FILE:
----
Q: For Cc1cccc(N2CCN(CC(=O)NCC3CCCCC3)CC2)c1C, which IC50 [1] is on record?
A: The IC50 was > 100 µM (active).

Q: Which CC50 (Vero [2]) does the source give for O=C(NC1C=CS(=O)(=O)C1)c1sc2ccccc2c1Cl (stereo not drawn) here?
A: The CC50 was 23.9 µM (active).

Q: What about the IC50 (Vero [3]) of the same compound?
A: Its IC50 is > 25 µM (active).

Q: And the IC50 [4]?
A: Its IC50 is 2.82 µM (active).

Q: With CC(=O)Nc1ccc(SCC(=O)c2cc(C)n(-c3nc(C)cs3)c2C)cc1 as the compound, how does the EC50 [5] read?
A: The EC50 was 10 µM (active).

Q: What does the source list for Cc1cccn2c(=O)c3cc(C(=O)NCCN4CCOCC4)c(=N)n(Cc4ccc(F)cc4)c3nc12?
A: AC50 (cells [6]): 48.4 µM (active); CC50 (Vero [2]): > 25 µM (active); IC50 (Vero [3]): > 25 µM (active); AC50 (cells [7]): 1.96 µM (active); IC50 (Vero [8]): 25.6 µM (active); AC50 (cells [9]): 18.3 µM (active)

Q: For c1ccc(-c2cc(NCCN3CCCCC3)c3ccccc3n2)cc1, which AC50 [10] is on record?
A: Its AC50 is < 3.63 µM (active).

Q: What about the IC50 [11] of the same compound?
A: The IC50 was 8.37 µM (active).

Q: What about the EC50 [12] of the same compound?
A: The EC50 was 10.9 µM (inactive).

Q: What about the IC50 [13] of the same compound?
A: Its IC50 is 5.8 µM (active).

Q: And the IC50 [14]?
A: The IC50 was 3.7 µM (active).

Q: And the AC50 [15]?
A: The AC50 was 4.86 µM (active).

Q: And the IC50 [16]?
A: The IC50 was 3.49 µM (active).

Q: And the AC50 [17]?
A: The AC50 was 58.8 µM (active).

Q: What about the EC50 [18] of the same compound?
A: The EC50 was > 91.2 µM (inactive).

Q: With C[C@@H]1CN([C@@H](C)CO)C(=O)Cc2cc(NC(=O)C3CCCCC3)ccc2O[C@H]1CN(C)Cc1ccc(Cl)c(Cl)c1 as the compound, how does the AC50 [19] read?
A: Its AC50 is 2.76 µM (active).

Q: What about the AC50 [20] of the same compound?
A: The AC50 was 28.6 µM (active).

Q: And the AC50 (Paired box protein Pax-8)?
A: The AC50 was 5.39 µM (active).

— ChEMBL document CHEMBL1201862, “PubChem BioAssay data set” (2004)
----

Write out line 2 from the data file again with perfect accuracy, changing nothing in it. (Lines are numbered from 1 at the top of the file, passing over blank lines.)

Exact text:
A: The IC50 was > 100 µM (active).